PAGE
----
Explanation of Egyptian Art around Liber

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Explanation of Egyptian Art around Liber

Postby Tinman » Thu Jul 30, 2009 7:30 am

In many Crowley books, as well as a great deal of the more professional looking pdfs of liber out there, there is, on the cover, surrounding the document's title, an egyptian looking image - winged globe above, pillar on each side, hieroglyphics at the bottom.

(for example the first page of this doc:
http://www.hermetic.com/crowley/libers/liber777.pdf)

What do all the elements of this design mean?

Thanks
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Postby Jim Eshelman » Thu Jul 30, 2009 9:48 am

Someone who knows their Egyptian hierglyphics better than I will have to answer.

But the main thing is, I don't think they "mean anything" in a "gotta dig this out" sense. I think it was just a design some artist found and threw together for Crowley to use in Equinox Vol. III etc.
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Postby underabloodredsky » Thu Jul 30, 2009 10:04 pm

The figure is the entrance to the Temple; let it be known and revered.

The pillars' motifs are composed of two elements, the djed-pillar and the crown. The djed -pillar represents the backbone of Osiris. "It is a symbol of stability... and was particularly revered at his cult centre of Busris (ancient Djedu) in the Delta."
"One special festival depicted on the walls of the Abydos temple is that of 'Raising the Djed-pillar'. The origins of the the djed-pillar are uncertain, although it is thought by some to represent a pole with grain tied around it. ...The ceremony referred to the resurrection of Osiris and the djed motif is often found painted on the bottom of coffins so that the backbone of the deceased would rest on the image of the backbone of Osiris. Its restorative power would then ensure that the dead would return to life, just as Osiris had in mythology...The djed symbolised stability and continuity so the ceremony linked the reign of the king with the rule of Osiris in the Underworld."
It also "may originally have represented a stylized tree-trunk with the branches lopped off." Perhaps in this context it is related to the Tau.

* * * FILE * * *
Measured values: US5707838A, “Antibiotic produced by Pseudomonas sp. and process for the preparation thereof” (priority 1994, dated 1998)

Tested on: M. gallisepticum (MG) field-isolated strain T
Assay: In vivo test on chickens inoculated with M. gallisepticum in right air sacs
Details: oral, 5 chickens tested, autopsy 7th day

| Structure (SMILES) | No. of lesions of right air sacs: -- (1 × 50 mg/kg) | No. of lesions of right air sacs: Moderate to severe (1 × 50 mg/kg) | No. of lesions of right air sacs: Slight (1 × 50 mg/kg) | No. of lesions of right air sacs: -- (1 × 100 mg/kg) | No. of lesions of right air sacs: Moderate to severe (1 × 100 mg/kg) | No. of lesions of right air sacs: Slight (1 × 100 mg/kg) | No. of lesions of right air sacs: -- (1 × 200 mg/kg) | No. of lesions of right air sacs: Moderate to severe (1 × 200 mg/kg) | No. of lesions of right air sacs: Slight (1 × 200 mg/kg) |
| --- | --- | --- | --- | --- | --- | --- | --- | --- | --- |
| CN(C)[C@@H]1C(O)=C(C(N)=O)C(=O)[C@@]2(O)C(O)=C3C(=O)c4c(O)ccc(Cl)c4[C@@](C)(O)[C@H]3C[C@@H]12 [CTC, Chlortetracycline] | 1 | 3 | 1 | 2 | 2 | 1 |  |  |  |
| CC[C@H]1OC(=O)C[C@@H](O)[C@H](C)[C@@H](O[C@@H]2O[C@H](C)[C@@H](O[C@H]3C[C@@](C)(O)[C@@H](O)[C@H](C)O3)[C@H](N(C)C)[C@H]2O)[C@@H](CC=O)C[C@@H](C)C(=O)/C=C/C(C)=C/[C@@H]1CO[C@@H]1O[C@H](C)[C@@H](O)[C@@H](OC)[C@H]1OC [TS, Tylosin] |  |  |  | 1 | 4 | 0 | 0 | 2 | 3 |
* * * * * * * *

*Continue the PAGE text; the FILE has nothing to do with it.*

The crown appears to be the headdress of Renenutet, a fertility Goddess and "deity of vineyards and wine-making...a cobra-form goddess of harvest and abundance....Wine had a special significance in the cults of the goddesses Bastet, Sekhmet, Tefnut and particularly Hathor, the goddess most associated with alcohol and drunkedness. A song inscribed on a wall of the hypostle hall of the Temple of Hathor at Philae, tells of a 'festival of intoxication' celebrated in honour of the goddess...."
-"Ancient Egypt"; Lorna Oakes and Lucia Gahlin.

The roof is composed of the winged solar disk: "In the book Practical Egyptian Magic by Murray Hope it is said about this symbol and its use in Egypt:

Emblematic of the element of air, this consists of a circle or solar-type disk enclosed by a pair of wings. In ritual magic it is suspended over the alter in an easterly direction and used when invoking the protection and co-operation of the sylphs. [1]

A Masonic reference work describes it this way:

... the Winged-Disk, with the Uraei of Egypt, the original of which we find in the text summarized by Naville in the "Myths of Horus," pII. xii. ff.:&endash; "Horus commanded Thoth that the Winged-Sun-Disk, with Uraei, should be brought into every sanctuary wherein he dwelt, and into every sanctuary of all the gods of the lands of the South and the North, and in Amentet, in order that they might drive away evil from therein...." This is what is meant by the Winged-Disks, with the Uraei, which are seen over the entrances of the courts of the temples of all the gods and goddesses of Egypt. [2]